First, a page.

“There’s not many 6-7 guys that are able to get the ball to do what he does,” McCann said. “I haven’t really caught anybody similar to him. … There is no ceiling on a guy like him. He can do whatever he wants. If he gets into a groove, he can ride it out for a full season. Certain things click and players take their game to another level. He’s looking really good down here.”

Derek Jeter· With the Yankees playing a night game tomorrow, and going on a fairly long road trip on Wednesday, Derek Jeter will play tomorrow night. He’ll play back-to-back rather than go on the road. Girardi said Jeter will start at DH.

· After taking live batting practice today, Mark Teixeira will be scheduled for more live batting practice on Tuesday, a day off from live pitching on Wednesday, and then the game on Thursday. Girardi said he’s also planning to have Alfonso Soriano make his spring debut on Thursday.

· Speaking of Teixeira’s batting practice session, Girardi said he was happy with what he saw from both Manny Banuelos and Jose Campos. “I thought Campos did a much better job today throwing strikes than he did the other day,” Girardi said. “I thought his mechanics were more sound. So that was encouraging too.”

· Banuelos was technically throwing a simulated game — not much difference between that and live BP, really — but it’s an indication that he’s a few steps ahead of Campos. Girardi said there’s a chance Banuelos will get in a game next (though Girardi also acknowledged that there’s a chance Banuelos will throw another sim game first). The pitching schedule is basically all on Larry Rothschild. Girardi is just following Rothschild’s plan.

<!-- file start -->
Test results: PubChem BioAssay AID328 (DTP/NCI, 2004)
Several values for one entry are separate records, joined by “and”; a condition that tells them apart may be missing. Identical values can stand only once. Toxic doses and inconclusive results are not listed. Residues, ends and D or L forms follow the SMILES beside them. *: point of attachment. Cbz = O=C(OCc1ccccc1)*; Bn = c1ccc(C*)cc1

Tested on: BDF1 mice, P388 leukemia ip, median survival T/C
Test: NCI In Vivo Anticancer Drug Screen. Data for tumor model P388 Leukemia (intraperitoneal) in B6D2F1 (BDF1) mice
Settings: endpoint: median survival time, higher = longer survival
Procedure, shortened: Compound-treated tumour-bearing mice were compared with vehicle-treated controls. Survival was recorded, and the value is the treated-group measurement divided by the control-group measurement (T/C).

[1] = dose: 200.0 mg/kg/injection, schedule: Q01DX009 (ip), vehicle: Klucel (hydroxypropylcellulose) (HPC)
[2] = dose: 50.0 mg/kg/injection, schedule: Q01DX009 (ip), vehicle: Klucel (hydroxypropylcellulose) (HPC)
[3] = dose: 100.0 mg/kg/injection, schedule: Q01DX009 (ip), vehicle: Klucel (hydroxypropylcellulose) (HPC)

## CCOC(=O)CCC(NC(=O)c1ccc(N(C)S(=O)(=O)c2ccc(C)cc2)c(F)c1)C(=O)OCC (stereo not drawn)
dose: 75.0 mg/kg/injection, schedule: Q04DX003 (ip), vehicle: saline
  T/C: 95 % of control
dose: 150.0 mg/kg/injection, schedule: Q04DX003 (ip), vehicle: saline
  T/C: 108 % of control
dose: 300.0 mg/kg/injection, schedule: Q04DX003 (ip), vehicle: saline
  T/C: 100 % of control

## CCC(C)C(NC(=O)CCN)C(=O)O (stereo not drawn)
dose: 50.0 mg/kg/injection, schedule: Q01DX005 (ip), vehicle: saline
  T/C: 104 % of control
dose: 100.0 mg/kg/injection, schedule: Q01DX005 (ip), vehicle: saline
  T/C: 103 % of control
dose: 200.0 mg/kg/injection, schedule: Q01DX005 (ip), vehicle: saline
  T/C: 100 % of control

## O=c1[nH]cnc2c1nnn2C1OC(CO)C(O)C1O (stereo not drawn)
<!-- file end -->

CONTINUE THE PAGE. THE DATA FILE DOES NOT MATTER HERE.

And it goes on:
David Robertson· Dave Robertson plunked the first guy he faced today, but he followed that with a double play and a fly ball out in his spring debut. “It was OK,” Robertson said. “I got three outs. I can’t complain about that. I didn’t walk anybody. I accidentally hit the first batter on my second pitch. It was a decent outing. I felt like my velocity was good. I was behind everything. I pulled maybe five or six pitches that I shouldn’t have out of the zone. That was really it.”

· Because he needed just 36 pitches to get through three innings, Nova went to the bullpen after today’s game so that he could get up to 45 pitches. It’s worth remembering that in his previous start, 35 pitches wasn’t enough for Nova to get through the second inning. Much, much better today. “You want him attacking the zone, getting quick outs, getting us back in there, letting his fielders do some work behind him,” Girardi said. “He has the ability to strike people out. You get some quick outs, you get into games deep. That’s how you do it.”